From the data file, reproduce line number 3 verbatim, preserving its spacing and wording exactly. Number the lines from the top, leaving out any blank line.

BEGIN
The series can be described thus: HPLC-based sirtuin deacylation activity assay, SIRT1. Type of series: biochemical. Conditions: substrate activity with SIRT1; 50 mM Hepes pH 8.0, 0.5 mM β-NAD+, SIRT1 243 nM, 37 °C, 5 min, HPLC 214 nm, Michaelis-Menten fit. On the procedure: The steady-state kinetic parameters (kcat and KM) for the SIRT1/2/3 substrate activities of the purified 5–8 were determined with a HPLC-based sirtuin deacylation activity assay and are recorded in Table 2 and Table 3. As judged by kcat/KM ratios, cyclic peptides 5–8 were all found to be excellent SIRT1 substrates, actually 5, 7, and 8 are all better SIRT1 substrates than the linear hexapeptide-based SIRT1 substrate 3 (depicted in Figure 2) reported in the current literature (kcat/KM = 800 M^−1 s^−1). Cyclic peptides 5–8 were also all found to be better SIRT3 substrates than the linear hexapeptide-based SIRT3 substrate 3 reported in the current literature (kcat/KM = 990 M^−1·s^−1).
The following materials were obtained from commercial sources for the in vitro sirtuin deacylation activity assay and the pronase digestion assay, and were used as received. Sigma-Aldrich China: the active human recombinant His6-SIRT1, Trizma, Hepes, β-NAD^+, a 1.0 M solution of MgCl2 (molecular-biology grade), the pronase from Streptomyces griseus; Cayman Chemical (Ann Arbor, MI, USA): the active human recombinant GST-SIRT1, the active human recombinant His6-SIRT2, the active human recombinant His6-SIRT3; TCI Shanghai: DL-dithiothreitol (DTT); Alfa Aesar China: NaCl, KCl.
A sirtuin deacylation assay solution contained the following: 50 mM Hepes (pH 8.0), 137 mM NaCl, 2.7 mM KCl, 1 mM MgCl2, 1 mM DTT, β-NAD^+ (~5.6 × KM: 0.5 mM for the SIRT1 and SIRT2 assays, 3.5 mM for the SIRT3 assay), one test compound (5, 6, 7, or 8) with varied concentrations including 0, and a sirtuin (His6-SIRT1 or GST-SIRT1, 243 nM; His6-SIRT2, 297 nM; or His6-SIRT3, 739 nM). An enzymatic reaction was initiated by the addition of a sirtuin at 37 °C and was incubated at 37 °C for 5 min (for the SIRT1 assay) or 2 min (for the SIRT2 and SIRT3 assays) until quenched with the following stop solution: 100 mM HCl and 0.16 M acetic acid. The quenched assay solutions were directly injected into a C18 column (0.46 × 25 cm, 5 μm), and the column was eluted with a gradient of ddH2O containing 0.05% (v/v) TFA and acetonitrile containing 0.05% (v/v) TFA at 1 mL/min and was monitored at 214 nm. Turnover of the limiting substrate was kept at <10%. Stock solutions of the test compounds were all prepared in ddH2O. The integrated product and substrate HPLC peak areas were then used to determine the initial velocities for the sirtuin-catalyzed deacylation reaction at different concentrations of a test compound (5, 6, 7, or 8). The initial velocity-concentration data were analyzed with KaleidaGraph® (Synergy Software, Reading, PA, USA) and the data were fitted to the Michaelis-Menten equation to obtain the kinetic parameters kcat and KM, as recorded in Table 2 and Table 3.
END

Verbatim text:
A sirtuin deacylation assay solution contained the following: 50 mM Hepes (pH 8.0), 137 mM NaCl, 2.7 mM KCl, 1 mM MgCl2, 1 mM DTT, β-NAD^+ (~5.6 × KM: 0.5 mM for the SIRT1 and SIRT2 assays, 3.5 mM for the SIRT3 assay), one test compound (5, 6, 7, or 8) with varied concentrations including 0, and a sirtuin (His6-SIRT1 or GST-SIRT1, 243 nM; His6-SIRT2, 297 nM; or His6-SIRT3, 739 nM). An enzymatic reaction was initiated by the addition of a sirtuin at 37 °C and was incubated at 37 °C for 5 min (for the SIRT1 assay) or 2 min (for the SIRT2 and SIRT3 assays) until quenched with the following stop solution: 100 mM HCl and 0.16 M acetic acid. The quenched assay solutions were directly injected into a C18 column (0.46 × 25 cm, 5 μm), and the column was eluted with a gradient of ddH2O containing 0.05% (v/v) TFA and acetonitrile containing 0.05% (v/v) TFA at 1 mL/min and was monitored at 214 nm. Turnover of the limiting substrate was kept at <10%. Stock solutions of the test compounds were all prepared in ddH2O. The integrated product and substrate HPLC peak areas were then used to determine the initial velocities for the sirtuin-catalyzed deacylation reaction at different concentrations of a test compound (5, 6, 7, or 8). The initial velocity-concentration data were analyzed with KaleidaGraph® (Synergy Software, Reading, PA, USA) and the data were fitted to the Michaelis-Menten equation to obtain the kinetic parameters kcat and KM, as recorded in Table 2 and Table 3.